About Mesa Verde National Park In southwestern Colorado, 9 miles east of Cortez, Mesa Verde National Park is one of the nation's major archeological preserves. The park consists of nearly 5,000 archeological sites, which include 600 cliff dwellings that were the homes of ancestral Pueblo people. Mesa Verde, Spanish for “green table,” is so called because of its comparatively level top, forested with juniper and pinyon trees. The national park encompasses 81 square miles, rises 1,800 to 2,000 feet above the valley along the north side and slopes gradually down to the cliffs bordering the Mancos River Canyon.
A score of large canyons seam the mesa, and in the shelter of the hundreds of alcoves eroded in the cliffs are some of the world's largest and best preserved cliff dwellings. Archeologists have stabilized only a few of the sites; asphalt roads lead to overlooks above the main ones.
The earliest known inhabitants of Mesa Verde were the Ancestral Pueblo people, ancestors of today's modern pueblo tribes. They built subterranean pit houses from about A.D. 500-750, and from A.D. 750 to 1100 they created their living quarters, kivas (ceremonial rooms) and masonry houses around open courts (pueblos).
From A.D. 1100 to 1200 architecture, arts and crafts reached their peak; pottery and cloth were often elaborately decorated. Around 1200 they moved south into the alcoves for reasons that remain unknown and built cliff dwellings. Sometime about 1276 a drought struck and lasted 24 years. The resulting crop failures, depletion of resources, other environmental problems and possible conflict may have driven the people from Mesa Verde in search of a more reliable water supply and improved living conditions.
Today, some of the Pueblo people living in the Rio Grande pueblos in northwestern New Mexico, Texas and on the Hopi mesas in northern Arizona are descendants of the former occupants of Mesa Verde.
General InformationMesa Verde National Park is open all year but some sites are closed in winter. Interpretive activities are held throughout the year (weather permitting). The Chapin Mesa Archeological Museum , with exhibits, artifacts of the Ancestral Puebloans, tour information and ranger program schedules, is open daily 8-6:30, Apr. 1 to mid-Oct.; hours vary rest of the year. A free 25-minute park video can also be viewed; phone (970) 529-4465. The Mesa Verde Visitor and Research Center is open daily 7:30 a.m.-7 p.m., Memorial Day-Labor Day; hours vary rest of the year. Museum and visitor center are closed Jan. 1, Thanksgiving and Christmas.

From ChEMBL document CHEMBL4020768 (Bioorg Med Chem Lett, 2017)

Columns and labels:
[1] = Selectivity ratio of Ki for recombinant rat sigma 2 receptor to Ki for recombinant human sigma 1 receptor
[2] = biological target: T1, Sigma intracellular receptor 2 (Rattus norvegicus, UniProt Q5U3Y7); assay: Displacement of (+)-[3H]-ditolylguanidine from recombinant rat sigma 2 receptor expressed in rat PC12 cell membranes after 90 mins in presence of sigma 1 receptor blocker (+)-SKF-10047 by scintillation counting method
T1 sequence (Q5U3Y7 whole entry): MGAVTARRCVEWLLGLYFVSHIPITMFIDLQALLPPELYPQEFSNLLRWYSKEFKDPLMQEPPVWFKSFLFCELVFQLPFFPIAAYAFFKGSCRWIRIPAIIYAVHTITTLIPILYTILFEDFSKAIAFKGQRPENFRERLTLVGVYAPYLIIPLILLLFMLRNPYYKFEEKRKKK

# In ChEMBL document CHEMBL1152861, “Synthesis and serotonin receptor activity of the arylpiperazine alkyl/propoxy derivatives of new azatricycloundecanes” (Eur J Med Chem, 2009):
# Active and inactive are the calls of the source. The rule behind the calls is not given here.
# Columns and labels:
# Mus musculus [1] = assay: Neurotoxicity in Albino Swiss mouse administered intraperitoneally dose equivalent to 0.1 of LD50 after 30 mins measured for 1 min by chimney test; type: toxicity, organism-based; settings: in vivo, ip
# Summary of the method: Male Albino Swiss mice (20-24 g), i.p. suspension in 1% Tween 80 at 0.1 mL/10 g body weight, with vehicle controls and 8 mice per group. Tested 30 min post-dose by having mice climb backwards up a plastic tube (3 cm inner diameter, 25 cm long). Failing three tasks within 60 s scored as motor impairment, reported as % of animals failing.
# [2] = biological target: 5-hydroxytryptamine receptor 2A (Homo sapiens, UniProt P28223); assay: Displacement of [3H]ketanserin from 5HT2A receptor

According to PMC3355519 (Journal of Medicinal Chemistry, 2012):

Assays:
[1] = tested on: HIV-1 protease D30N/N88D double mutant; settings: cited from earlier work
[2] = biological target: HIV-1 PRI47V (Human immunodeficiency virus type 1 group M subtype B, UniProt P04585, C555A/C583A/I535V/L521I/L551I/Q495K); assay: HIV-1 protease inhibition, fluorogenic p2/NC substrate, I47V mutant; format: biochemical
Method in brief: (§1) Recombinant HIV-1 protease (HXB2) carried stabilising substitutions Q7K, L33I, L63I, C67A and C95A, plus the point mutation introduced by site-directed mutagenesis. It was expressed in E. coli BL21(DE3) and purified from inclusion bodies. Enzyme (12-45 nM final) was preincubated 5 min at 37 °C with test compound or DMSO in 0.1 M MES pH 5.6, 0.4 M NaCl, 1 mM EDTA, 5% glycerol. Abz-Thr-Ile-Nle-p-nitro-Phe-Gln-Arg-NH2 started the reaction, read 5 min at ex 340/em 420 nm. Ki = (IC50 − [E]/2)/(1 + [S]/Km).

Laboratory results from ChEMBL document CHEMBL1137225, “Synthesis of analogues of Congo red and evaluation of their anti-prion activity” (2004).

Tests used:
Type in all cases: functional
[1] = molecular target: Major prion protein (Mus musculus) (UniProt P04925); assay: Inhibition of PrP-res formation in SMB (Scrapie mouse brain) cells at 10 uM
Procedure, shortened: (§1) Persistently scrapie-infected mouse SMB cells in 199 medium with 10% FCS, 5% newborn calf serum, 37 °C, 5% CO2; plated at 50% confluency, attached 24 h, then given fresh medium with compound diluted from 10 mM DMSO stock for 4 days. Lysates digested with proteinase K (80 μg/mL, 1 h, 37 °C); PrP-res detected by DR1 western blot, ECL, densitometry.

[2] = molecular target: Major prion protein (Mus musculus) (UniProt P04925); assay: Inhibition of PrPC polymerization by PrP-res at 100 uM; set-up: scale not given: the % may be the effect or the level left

Half-day ranger-guided tours are available for a fee April through October. Tickets can be purchased at the visitor and research center; phone (800) 449-2288. During summer and fall special events, Hopi dances, cultural demonstrations and lectures are presented. Visitors arriving at other times can inspect the museum, visit mesa-top sites, take a ranger-guided tour of a cliff dwelling and drive along some of the park's scenic routes.
From Memorial Day through Labor Day visitors can drive along a 12-mile access road to Wetherill Mesa, where two cliff dwellings date from the 12th and 13th centuries and four mesa-top villages date from the seventh through 12th centuries.
Phone (970) 529-4465 for the latest information about schedules, weather and road conditions.
ADMISSIONADMISSION to the park May-Oct. is $20 per private vehicle; $15 per motorcycle; $10 per person arriving by other means. Rest of year $15 per private vehicle; $10 per motorcycle; $7 per person arriving by other means.
PETSPETS are permitted in the park only if they are on a leash, crated or otherwise physically restricted at all times. They are not permitted on trails, in public buildings or in the archeological sites.
LODGINGLODGING is available from mid-April to mid-October at Far View Lodge. For reservations phone (602) 331-5210 or (800) 449-2288.
ADDRESSADDRESS inquiries to the Superintendent, Mesa Verde National Park, P.O. Box 8, Mesa Verde National Park, CO 81330; phone (970) 529-4465.
Points of Interest
Attractions Balcony House
GEM_DESCRIPTIONThese pre-Columbian cliff dwellings are among the most significant and best preserved in the country.
Mesa Verde National Park, CO
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